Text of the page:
Poor circulation is commonly referred to as Peripheral Arterial Disease (PAD). PAD is the restriction of blood flow in the arteries of the leg. When arteries become narrowed by plaque, from cholesterol or other materials on the walls of the arteries, blood flow through the arteries cannot reach the legs and feet.
The presence of PAD may be an indication of a more widespread arterial disease in the body that can cause a stroke or heart attack.
Common symptoms of PAD include:
- Leg pain or cramping that occurs while walking or while lying down
- Leg numbness or weakness
- Cold legs or feet
- Sores that will not heal on the toes, feet, or legs
- A change in leg color
- Loss of hair on the feet and legs
- Changes in toenail color and thickness
It is important that people with known risk factors be screened or tested for PAD.
Risk factors include:
- Being over age 50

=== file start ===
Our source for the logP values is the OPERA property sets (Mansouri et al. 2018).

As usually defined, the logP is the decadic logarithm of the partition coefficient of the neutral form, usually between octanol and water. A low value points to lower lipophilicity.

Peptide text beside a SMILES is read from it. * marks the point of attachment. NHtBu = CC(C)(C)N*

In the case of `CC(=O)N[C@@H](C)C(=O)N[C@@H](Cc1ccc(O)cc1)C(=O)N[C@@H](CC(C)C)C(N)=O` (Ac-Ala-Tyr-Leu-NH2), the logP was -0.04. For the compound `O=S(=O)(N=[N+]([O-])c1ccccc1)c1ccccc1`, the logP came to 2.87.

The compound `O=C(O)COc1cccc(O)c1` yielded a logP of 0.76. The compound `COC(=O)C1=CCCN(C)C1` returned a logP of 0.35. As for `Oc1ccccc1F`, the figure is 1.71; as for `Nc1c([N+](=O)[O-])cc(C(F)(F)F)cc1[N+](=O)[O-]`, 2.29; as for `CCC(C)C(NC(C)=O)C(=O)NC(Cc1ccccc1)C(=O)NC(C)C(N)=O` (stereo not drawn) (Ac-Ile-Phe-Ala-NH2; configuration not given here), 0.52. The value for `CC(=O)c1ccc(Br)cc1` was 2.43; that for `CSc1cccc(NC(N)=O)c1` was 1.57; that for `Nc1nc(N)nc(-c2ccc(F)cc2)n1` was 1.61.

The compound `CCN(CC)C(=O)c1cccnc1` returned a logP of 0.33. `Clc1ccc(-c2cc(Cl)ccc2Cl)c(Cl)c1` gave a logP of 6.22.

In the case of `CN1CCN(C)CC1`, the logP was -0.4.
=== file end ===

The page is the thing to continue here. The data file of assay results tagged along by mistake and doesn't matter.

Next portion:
- High blood pressure
- High cholesterol
- Personal or family history of PAD, heart disease, or stroke
- Sedentary lifestyle
To diagnose PAD, a comprehensive medical history is typically obtained. A lower extremity physical examination may be completed, which can include the evaluation of pulses, skin condition, and foot deformities to determine the patient's risk of PAD.
Several non-invasive tests are available to assess PAD. The ankle-brachial index (ABI) is a simple test where the blood pressure is measured and compared to the arm and ankle levels. An abnormal ABI is a reliable indicator of PAD, and additional testing and treatment may be necessary. Left untreated, PAD can lead to debilitating and limb threatening consequences.